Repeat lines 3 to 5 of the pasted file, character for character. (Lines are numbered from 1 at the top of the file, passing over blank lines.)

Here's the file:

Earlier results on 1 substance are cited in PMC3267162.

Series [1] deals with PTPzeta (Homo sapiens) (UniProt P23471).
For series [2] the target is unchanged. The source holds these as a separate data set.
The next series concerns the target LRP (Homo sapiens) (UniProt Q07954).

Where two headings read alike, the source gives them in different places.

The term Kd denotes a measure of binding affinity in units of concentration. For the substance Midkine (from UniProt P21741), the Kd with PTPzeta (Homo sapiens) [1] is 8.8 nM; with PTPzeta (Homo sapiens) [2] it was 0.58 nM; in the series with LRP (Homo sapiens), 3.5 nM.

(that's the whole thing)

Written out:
For series [2] the target is unchanged. The source holds these as a separate data set.
The next series concerns the target LRP (Homo sapiens) (UniProt Q07954).

Where two headings read alike, the source gives them in different places.